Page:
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Cold War CaptivesImprisonment, Escape, and Brainwashing$
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Susan Carruthers

Print publication date: 2009

Print ISBN-13: 9780520257306

Published to California Scholarship Online: March 2012

DOI: 10.1525/california/9780520257306.001.0001

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Prisoners of Pavlov

Prisoners of Pavlov

Korean War Captivity and the Brainwashing Scare

Chapter:
(p.174) 5 Prisoners of Pavlov
Source:
Cold War Captives
Author(s):

Susan L. Carruthers

Publisher:
University of California Press
DOI:10.1525/california/9780520257306.003.0005

This chapter focuses on the American prisoners who chose not to accept repatriation after the Korean War. Overlooking a long history of unredeemed captives refusing to rejoin their Euro-American communities, commentators in the 1950s repeatedly stressed that never before in history had Americans elected to remain with their captors. No wonder, then, that a story burdened with such radical implications sustained attention throughout the 1950s and beyond, inspiring press reports, scholarly analysis, novels, teleplays, and movies. Yet the rapid gyrations of judgment that saw these men deemed successively (or simultaneously) victims, invalids, dupes, “rats,” and “cheese-eaters” also track larger anxieties generated by America's first mass experience of communist captivity. What the unredeemed captives experienced with particular force, three thousand other returning prisoners would encounter with varying degrees of intensity as their individual records were appraised, then collectively reevaluated. Their captivity came to function as something akin to a Rorschach test for social commentators in the 1950s. The shapes Americans discerned there mapped an intricate set of Cold War anxieties over gender roles, sexuality, parenting, class, and race, concerns anticipated in constructions of the nonrepatriates' characterological deficiencies.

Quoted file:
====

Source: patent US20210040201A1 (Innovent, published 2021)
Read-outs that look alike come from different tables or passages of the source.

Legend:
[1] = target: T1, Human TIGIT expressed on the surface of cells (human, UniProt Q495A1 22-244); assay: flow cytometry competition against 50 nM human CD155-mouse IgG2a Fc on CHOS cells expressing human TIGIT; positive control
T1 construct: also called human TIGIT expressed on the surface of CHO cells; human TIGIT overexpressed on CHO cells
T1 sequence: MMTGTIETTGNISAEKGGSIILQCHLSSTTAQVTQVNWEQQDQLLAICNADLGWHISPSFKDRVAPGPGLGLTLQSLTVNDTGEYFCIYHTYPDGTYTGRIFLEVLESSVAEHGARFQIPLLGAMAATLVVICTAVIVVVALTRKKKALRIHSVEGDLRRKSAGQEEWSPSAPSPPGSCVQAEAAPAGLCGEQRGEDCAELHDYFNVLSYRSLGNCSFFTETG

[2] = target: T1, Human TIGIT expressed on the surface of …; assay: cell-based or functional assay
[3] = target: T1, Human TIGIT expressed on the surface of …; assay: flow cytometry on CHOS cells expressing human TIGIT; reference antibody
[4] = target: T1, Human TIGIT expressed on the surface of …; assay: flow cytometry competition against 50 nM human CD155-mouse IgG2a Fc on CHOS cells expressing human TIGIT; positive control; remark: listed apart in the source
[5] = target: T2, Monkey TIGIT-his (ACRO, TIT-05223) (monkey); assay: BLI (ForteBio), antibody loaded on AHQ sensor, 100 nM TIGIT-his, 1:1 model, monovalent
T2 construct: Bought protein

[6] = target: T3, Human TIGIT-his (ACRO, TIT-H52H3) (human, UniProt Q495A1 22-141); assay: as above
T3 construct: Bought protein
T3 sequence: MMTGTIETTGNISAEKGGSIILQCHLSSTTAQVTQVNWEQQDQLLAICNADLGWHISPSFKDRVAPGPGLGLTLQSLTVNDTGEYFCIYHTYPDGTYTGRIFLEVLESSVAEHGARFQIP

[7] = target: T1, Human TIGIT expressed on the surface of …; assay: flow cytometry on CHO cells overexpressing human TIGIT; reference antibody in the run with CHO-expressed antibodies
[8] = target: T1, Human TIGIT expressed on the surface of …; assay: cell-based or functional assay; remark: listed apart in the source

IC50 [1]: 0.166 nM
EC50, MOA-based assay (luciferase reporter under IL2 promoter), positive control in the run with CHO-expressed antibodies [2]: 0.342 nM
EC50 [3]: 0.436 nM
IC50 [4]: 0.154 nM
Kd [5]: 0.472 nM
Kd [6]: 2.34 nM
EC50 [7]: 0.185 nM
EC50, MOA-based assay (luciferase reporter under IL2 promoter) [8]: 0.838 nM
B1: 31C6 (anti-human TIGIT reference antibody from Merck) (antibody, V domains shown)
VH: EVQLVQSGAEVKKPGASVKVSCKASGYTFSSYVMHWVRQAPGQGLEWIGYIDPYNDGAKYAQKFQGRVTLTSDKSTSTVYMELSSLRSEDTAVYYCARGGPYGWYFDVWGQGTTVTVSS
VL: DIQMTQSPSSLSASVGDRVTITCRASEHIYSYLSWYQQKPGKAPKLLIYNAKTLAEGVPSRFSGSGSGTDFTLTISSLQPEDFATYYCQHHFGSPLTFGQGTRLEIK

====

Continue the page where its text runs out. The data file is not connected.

Keywords:   prisoners of war, soldiers, brainwashing, American psyche, communism, communist captivity

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